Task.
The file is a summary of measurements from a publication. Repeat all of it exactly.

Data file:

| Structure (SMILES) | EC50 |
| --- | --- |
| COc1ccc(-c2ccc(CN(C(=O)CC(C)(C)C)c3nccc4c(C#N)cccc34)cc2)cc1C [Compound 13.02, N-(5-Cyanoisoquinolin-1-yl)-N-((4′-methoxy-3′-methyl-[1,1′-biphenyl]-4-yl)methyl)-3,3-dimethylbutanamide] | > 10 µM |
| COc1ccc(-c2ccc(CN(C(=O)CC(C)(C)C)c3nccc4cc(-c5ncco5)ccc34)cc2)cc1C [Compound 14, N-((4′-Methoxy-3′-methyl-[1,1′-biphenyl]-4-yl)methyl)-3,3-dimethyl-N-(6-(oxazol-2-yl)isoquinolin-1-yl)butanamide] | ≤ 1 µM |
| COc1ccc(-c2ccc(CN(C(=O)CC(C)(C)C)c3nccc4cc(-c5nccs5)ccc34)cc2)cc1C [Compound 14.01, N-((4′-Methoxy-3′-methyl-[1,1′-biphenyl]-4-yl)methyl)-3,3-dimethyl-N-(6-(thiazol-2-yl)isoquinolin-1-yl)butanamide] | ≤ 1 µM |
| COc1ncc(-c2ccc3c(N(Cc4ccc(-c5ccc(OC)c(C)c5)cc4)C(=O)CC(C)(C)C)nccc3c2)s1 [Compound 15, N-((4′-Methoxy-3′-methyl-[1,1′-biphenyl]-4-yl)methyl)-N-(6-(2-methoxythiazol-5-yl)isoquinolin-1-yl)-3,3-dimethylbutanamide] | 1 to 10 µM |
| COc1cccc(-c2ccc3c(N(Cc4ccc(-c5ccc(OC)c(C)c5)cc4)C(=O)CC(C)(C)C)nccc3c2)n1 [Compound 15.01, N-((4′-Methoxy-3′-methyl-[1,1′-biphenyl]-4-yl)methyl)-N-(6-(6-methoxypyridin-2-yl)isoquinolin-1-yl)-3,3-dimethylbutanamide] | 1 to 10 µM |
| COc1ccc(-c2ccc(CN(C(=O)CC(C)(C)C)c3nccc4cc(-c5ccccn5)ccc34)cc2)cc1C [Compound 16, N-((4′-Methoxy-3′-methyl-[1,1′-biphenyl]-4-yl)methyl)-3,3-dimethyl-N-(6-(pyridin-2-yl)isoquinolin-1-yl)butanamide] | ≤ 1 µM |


| Structure (SMILES) | EC50 |
| --- | --- |
| COc1ccc(-c2ccc(CN(C(=O)CC(C)(C)C)c3nccc4c(C#N)cccc34)cc2)cc1C [Compound 13.02, N-(5-Cyanoisoquinolin-1-yl)-N-((4′-methoxy-3′-methyl-[1,1′-biphenyl]-4-yl)methyl)-3,3-dimethylbutanamide] | > 10 µM |
| COc1ccc(-c2ccc(CN(C(=O)CC(C)(C)C)c3nccc4cc(-c5ncco5)ccc34)cc2)cc1C [Compound 14, N-((4′-Methoxy-3′-methyl-[1,1′-biphenyl]-4-yl)methyl)-3,3-dimethyl-N-(6-(oxazol-2-yl)isoquinolin-1-yl)butanamide] | ≤ 1 µM |
| COc1ccc(-c2ccc(CN(C(=O)CC(C)(C)C)c3nccc4cc(-c5nccs5)ccc34)cc2)cc1C [Compound 14.01, N-((4′-Methoxy-3′-methyl-[1,1′-biphenyl]-4-yl)methyl)-3,3-dimethyl-N-(6-(thiazol-2-yl)isoquinolin-1-yl)butanamide] | ≤ 1 µM |
| COc1ncc(-c2ccc3c(N(Cc4ccc(-c5ccc(OC)c(C)c5)cc4)C(=O)CC(C)(C)C)nccc3c2)s1 [Compound 15, N-((4′-Methoxy-3′-methyl-[1,1′-biphenyl]-4-yl)methyl)-N-(6-(2-methoxythiazol-5-yl)isoquinolin-1-yl)-3,3-dimethylbutanamide] | 1 to 10 µM |
| COc1cccc(-c2ccc3c(N(Cc4ccc(-c5ccc(OC)c(C)c5)cc4)C(=O)CC(C)(C)C)nccc3c2)n1 [Compound 15.01, N-((4′-Methoxy-3′-methyl-[1,1′-biphenyl]-4-yl)methyl)-N-(6-(6-methoxypyridin-2-yl)isoquinolin-1-yl)-3,3-dimethylbutanamide] | 1 to 10 µM |
| COc1ccc(-c2ccc(CN(C(=O)CC(C)(C)C)c3nccc4cc(-c5ccccn5)ccc34)cc2)cc1C [Compound 16, N-((4′-Methoxy-3′-methyl-[1,1′-biphenyl]-4-yl)methyl)-3,3-dimethyl-N-(6-(pyridin-2-yl)isoquinolin-1-yl)butanamide] | ≤ 1 µM |